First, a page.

Professor Jeff Burley (1936-2021)
It is with great sadness that the Department learned of the death of Professor Jeff Burley shortly after Christmas last year.
Jeff was the Director of the Oxford Forestry Institute from 1983 to 2002 and a Professor of Forestry who played an important role in improving research in forest genetics and tree breeding in Africa. For the many that knew him well across the world, he was a scholar and a gentleman.
Jeff came to Oxford in 1957 to study first for a BA and then a Masters in Forestry. The subject already occupied a contentious position within the University. For more than half a century a battle had been waged between those who saw the huge practical importance of research and education in forestry, particularly in poor parts of the world, and those who did not see it as an academic subject, worthy of a place in Oxford.
After a PhD at Yale University, looking at genetic variation in Sitka Spruce, Jeff joined a group of early-adopters using genetics to improve exotic plantation species in Africa. His work with the Agricultural Research Council of Central Africa and UNESCO helped set up research laboratories in forest genetics and tree breeding and tackled some of the key productivity and disease challenges faced in the rapidly expanding plantations of the Commonwealth. Jeff’s experiences on the ground in Zambia were hugely influential. He recognised that pure science alone could not solve problems that were at heart a complex interaction between social, economic and biological elements.
In 1969 he re-joined the University of Oxford as a Senior Research Officer for Forest Genetics and Tree Improvement in the Commonwealth Forestry Institute and, in 1976, a University Lecturer in Wood Structure and Properties in the Department of Forestry. Taking over as Department Head in 1983 and then Director of the Oxford Forestry Institute (OFI) Jeff faced the same opposition within the University that his predecessors had faced since 1905. In his words: “the major threat to departments of forestry in many universities is the intellectually arrogant view of pure scientists that forestry is not an academic subject: this results in reduced priorities for forestry teaching and research resources.” Nevertheless, Jeff and colleagues ran a hugely successful Masters course in Forestry with a global reach, a varied programme of professional development courses, and a major programme of applied research primarily funded by UK official development assistance. Jeff was awarded a CBE in 1991 for services to forestry research and education.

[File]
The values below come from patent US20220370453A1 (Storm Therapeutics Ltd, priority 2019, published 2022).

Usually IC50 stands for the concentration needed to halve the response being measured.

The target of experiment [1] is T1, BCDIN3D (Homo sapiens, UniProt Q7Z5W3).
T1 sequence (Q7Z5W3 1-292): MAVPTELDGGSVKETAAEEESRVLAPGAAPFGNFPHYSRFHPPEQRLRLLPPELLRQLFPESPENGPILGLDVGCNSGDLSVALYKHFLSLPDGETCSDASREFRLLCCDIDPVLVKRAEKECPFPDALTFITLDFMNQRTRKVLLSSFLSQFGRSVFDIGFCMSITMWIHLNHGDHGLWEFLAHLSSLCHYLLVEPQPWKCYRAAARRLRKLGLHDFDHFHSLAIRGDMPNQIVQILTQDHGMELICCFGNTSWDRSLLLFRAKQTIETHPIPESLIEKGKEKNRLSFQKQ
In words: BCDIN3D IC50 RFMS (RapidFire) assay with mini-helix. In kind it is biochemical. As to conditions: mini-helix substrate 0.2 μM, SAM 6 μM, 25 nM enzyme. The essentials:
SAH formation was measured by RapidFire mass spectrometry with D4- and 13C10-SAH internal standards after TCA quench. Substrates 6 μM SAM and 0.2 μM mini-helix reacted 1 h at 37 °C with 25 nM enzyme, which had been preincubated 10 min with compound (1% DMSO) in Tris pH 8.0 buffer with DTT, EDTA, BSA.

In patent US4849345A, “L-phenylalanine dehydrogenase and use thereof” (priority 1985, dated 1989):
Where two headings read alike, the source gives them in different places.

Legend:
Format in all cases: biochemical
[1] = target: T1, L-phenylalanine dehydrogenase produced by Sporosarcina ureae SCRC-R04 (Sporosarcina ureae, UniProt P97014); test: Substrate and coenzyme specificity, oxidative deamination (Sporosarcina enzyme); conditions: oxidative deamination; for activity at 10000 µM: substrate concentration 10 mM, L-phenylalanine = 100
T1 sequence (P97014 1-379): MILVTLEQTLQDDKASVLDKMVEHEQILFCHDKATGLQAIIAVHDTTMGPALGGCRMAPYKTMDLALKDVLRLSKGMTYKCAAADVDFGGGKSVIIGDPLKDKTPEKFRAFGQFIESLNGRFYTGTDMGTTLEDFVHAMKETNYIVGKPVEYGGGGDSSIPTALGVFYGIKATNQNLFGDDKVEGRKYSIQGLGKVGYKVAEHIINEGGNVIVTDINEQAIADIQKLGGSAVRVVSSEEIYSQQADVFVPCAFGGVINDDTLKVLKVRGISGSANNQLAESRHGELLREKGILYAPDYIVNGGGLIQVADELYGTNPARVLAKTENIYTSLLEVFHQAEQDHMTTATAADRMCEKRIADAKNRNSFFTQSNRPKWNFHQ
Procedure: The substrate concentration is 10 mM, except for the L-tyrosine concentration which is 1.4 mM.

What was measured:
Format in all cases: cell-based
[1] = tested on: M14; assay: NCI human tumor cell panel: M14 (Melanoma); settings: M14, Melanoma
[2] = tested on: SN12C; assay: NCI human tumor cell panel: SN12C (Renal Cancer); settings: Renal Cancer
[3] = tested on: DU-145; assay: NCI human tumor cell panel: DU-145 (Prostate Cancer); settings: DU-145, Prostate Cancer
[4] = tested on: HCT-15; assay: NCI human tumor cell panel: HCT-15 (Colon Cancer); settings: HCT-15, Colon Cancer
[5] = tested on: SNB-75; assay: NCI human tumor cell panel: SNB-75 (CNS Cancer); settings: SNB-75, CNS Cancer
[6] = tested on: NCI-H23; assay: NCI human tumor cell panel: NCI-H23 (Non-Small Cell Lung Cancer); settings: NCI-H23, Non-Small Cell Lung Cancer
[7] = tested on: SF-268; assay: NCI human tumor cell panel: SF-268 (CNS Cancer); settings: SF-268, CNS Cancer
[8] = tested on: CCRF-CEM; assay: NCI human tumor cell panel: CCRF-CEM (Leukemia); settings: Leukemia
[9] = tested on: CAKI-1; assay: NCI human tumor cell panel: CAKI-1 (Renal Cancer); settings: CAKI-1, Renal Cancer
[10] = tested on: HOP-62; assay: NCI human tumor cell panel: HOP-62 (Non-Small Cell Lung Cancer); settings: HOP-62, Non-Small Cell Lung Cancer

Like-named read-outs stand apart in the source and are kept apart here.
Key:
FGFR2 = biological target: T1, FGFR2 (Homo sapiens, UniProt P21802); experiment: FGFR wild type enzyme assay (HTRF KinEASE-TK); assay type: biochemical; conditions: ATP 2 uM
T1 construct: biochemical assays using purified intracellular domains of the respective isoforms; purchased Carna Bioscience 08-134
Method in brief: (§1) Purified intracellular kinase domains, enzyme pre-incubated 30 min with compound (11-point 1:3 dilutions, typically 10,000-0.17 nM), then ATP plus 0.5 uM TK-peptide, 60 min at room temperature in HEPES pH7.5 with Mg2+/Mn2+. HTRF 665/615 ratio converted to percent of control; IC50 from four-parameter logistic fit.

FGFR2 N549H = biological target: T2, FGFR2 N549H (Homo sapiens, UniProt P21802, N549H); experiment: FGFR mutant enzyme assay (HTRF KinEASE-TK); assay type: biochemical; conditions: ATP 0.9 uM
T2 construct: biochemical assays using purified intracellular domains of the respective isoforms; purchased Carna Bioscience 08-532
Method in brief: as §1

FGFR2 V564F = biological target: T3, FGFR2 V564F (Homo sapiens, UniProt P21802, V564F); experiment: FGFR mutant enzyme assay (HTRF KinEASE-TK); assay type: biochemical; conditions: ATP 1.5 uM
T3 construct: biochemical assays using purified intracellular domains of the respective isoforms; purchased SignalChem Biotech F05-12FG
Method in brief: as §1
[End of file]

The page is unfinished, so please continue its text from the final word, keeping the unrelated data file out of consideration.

Frustrated by lack of support in Oxford, Jeff turned his attention to helping global forestry research modernise and sustain its impact. He recognised the vital role that forests play in livelihood systems and the development value of sharing high quality research and research methods globally. From 1996 to 2000 he was President of the International Union of Forest Research Organisations and helped to drive a shift in viewpoint away from a focus on forest production to the environmental and social benefits of forests. When one considers the current global importance of forests in Biodiversity and CO2 mitigation, it is clear that Jeff was ahead of his time. One also hopes that he would be gratified to see that forest genetics is now re-embedded in the Department with the establishment of the Wood Chair in Forestry, very much continuing his original pioneering work.
Jeff’s professional career was characterised by his emphasis on interdisciplinarity in solving real-world problems and the value of high-quality research in creating positive impact on livelihoods. These are issues that are of growing importance in Oxford and across all scientific disciplines. There is much in his approach that we can still learn from.